“It worked in the sense that I knew that I had a bit of an opportunity to make a film now and I wanted to take a risk, because Three Kings was a picture that made money,’ he reasons. ‘The most important thing to me is that it’s antic and fun. While it has all these other ideas, I think that people who have the best time with Huckabees are those who feel kind of elated by it and go with it and the ideas are sort of sorted out afterwards.”

Wise words. So leaving aside this abundance of ideas that seem to burst out of film’s very sprockets, let’s start with the bare bones of plot. Albert Markovski (Schwartzman) is a young man in a crisis. A dedicated environmentalist who fights to preserve nature from corporate colonization and occasional poet (sample line in an ode to geology: “You rock, rock.”), he’s struggling to make sense of his life. A series of coincidental meetings with an unfeasibly tall African bellhop leads him to hire existential detectives Vivian (Tomlin) and Bernard (Hoffman) Jaffe. These married metaphysicians investigate their clients’ innermost lives, following and observing the minutiae of their daily existence, in an attempt to show them their place in the universe.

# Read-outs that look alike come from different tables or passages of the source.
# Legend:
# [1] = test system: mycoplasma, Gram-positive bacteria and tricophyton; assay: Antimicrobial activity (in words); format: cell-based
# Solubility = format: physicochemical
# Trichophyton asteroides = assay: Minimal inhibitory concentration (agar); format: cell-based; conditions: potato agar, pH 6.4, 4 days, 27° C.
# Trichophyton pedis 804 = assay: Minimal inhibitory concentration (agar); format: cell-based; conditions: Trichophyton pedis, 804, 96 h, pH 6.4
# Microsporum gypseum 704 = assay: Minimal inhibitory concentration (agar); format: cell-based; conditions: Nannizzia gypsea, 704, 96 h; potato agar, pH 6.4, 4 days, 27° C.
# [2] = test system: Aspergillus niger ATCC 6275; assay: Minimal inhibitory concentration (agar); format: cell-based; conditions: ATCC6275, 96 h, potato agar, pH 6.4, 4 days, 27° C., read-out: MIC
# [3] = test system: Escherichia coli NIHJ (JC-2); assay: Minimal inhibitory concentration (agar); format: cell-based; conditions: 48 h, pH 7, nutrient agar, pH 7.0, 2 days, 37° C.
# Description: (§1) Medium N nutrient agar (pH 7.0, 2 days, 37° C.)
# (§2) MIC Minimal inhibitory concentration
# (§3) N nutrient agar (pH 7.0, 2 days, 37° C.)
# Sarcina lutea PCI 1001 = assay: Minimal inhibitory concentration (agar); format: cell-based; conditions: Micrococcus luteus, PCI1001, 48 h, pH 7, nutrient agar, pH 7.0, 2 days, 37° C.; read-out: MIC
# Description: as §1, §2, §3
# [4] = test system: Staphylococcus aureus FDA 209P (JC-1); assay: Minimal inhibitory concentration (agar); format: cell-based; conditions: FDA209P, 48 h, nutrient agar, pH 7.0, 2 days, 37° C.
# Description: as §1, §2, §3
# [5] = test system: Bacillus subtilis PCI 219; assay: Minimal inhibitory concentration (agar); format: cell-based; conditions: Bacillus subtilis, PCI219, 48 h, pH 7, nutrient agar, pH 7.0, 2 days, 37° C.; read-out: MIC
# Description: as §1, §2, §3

To the Jaffes, nothing is coincidence. Everything is connected. As Bernard illustrates to Albert using points on a bedcover, “Say this blanket represents all the matter and energy in the universe, okay? This is me, this is you, and over here, this is the Eiffel Tower, right? It's Paris!”

Gradually the Jaffes uncover Albert’s ongoing feud with Brad Stand (Law), a slick, successful executive with retail emporium Huckabees, who dates the company’s advertising star Dawn (Watts) and wants to co-opt Albert’s Open Spaces Coalition for useful PR. The detectives pair Albert up with a hotheaded firefighter Tommy (Wahlberg), profoundly disillusioned after September 11th, though soon they face a battle over their clients from their former protégée-turned-rival, French philosopher Caterine Vauban (Huppert), whose nihilistic doctrine of life’s meaningless and cruelty is violently at odds with their own.

If merely hearing or watching the basics of Russell’s treatise seems daunting, imagine having to enact it. Did Russell get baffled looks from those to whom he sent his freewheeling screenplay?